UN - Chad troops in unprovoked CAR killings

2014-04-04 20:58
Chadian troops, part of an African Union peacekeeping force, drive down a road in Bangui, Central African Republic. (Rebecca Blackwell, AP)

Chadian troops, part of an African Union peacekeeping force, drive down a road in Bangui, Central African Republic. (Rebecca Blackwell, AP)

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Geneva - The UN on Friday accused Chadian soldiers of carrying out an unprovoked attack when they opened fire in a crowded market in Central African capital Bangui, a day after Chad said it was withdrawing its peacekeepers from the strife-torn state.

An investigation into the Saturday attack which left at least 30 dead and another 300 wounded found that the troops had "opened fire on the population without any provocation," said a spokesperson for the UN's human rights office.

"As panic-stricken people fled in all directions, the soldiers allegedly continued firing indiscriminately," the spokesperson, Rupert Colville, added.

"According to our preliminary findings, at least 30 people were killed as a result of the shooting and over 300 were seriously injured, including children, people with disabilities, pregnant women and the elderly, as these were the people least able to run for their lives."

The attack only ended when Congolese peacekeepers arrived, said Colville.

The UN's damning findings were released a day after Chad angrily said it was withdrawing its soldiers from the 6 000-strong Misca African peacekeeping force deployed in the country, because of "a wanton and malicious campaign" against its troops.

Chadian soldiers have been accused of siding with the mainly Muslim Seleka movement - which seized power through a coup in March 2013 and held it until January this year - and of condoning the abuses carried out by some of them against the population.

N'Djamena has always denied the charges.

On Friday, Bangui expressed regret at the decision made by Chad, one of the largest contributors to Misca with about 850 soldiers on the ground.

"We learnt with a lot of regret of the announcement... of the withdrawal of Chadian troops from the Misca in the Central African Republic," said Foreign Minister Toussaint Kongo-Doudou said in a statement sent to AFP.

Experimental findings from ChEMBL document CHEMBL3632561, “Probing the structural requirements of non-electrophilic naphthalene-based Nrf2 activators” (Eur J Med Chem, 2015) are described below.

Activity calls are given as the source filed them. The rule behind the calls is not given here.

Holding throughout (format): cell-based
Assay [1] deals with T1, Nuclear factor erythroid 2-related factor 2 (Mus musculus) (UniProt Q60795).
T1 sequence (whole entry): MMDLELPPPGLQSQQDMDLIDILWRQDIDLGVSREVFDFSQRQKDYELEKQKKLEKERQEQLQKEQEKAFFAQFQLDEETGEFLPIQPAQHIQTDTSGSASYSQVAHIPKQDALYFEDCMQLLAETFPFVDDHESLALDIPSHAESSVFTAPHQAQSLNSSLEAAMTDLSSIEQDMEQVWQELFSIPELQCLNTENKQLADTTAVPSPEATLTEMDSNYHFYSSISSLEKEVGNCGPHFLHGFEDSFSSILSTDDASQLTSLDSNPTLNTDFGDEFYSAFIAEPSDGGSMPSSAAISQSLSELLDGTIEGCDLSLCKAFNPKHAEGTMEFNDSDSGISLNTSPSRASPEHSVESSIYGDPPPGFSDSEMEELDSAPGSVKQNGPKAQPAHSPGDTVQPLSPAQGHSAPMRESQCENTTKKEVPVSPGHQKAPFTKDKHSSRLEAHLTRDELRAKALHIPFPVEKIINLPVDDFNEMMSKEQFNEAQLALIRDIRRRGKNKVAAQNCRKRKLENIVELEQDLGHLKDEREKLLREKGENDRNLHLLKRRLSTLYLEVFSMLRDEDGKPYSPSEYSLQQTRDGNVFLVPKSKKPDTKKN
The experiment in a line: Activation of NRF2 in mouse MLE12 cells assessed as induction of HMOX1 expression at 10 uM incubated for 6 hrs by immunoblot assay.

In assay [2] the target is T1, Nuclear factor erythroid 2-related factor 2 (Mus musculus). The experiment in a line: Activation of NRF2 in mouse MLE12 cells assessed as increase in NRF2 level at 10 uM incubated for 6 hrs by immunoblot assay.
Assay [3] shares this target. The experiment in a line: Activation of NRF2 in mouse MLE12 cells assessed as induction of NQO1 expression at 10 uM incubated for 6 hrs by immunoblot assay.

Specially deployed

Colville said the soldiers responsible for the Saturday attack did not appear to be the peacekeepers deployed with Misca.

Instead, they are believed to have been dispatched specially from Chad to bring to safety Chadian citizens and other Muslim inhabitants who have faced repeated attacks by Christian militia known as "anti-balaka".

The militias were formed last year in response to the coup by the Seleka rebels that toppled president Francois Bozize.

A vicious cycle of attacks and counter-attacks by the Seleka and anti-balaka has sunk the impoverished country into chaos, with thousands killed and about a quarter of the country's 4.6 million people driven from their homes.

Misca, along with 2 000 troops from former colonial power France, have been struggling to restore order.

UN chief Ban Ki-moon on Friday strongly condemned the drawn-out conflict, saying he is "deeply troubled by the appalling atrocities against the civilians there."

UN investigators in Bangui had gathered evidence from survivors of the weekend attack who were being treated in two medical centres in Bangui, as well as at the market in the city's PK12 district, where Muslims have been penned in by militia attacks.

Colville said the soldiers appeared to have returned to Chad after the attack in Bangui, which lies around 450km from the Chadian border.

Read more on:    misca  |  chad  |  central african republic  |  central africa

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